Being asked about your book

The discussion in one of the online book groups today started with “does everyone else hate being asked about what you’re reading and what it’s about?”

My favorite answer was “No one ever asks me, because they know I’ll tell them.”

Also, was “I enjoy telling the world, hoping that they’ll pick up the book and we can discuss it.”

Personally, I love discussing books and recommending them. I also love getting book recommendations, especially unsolicited ones.  I find myself giving unsolicited recommendations if I’m especially excited about a book.  My friends and family know this about me.  Some ask.  Some avoid the topic.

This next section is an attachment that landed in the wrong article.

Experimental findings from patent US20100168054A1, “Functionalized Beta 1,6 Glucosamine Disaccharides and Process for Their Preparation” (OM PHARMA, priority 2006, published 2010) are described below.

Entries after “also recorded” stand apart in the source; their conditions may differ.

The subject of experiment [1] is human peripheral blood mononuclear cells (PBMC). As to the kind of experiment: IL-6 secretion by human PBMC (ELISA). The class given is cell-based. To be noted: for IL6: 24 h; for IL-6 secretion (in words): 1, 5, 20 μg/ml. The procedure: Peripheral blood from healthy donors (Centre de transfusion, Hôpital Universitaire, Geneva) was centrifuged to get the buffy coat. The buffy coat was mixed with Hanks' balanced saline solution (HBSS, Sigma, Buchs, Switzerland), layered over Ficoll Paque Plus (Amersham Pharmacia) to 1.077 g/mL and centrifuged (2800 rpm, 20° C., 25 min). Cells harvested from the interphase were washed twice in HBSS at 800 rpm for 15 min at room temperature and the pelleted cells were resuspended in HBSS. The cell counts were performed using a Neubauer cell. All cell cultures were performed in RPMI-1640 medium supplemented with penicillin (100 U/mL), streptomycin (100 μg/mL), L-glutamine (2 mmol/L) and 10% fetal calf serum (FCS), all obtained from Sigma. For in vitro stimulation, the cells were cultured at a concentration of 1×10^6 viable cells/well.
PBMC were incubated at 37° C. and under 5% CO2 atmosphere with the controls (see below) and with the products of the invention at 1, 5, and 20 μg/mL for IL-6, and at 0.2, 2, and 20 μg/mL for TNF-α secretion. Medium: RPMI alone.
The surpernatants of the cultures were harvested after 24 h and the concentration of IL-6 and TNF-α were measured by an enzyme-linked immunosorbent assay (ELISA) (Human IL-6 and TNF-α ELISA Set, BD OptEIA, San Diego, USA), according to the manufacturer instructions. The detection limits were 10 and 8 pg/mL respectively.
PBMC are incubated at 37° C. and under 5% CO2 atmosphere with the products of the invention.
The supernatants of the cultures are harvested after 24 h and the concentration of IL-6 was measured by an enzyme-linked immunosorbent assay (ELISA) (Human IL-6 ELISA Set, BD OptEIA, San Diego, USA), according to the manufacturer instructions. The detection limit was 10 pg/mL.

There are benefits to an Antilibrary


I loved this article.  The original is linked above.  I have more than my share of an Antilibrary.  It’s to remind me of what there still is to be learned, I believe.  I don’t usually buy or borrow books that are of topics I am not interested in, so there are more books in my antilibrary than I can fit on my Book stack.


The value of owning more books than you can read

Or, how I learned to stop worrying and love my tsundoku.

  • Many readers buy books with every intention of reading them only to let them linger on the shelf.
  • Statistician Nassim Nicholas Taleb believes surrounding ourselves with unread books enriches our lives as they remind us of all we don’t know.
  • The Japanese call this practice tsundoku, and it may provide lasting benefits.

I love books. If I go to the bookstore to check a price, I walk out with three books I probably didn’t know existed beforehand. I buy second-hand books by the bagful at the Friends of the Library sale, while explaining to my wife that it’s for a good cause. Even the smell of books grips me, that faint aroma of earthy vanilla that wafts up at you when you flip a page.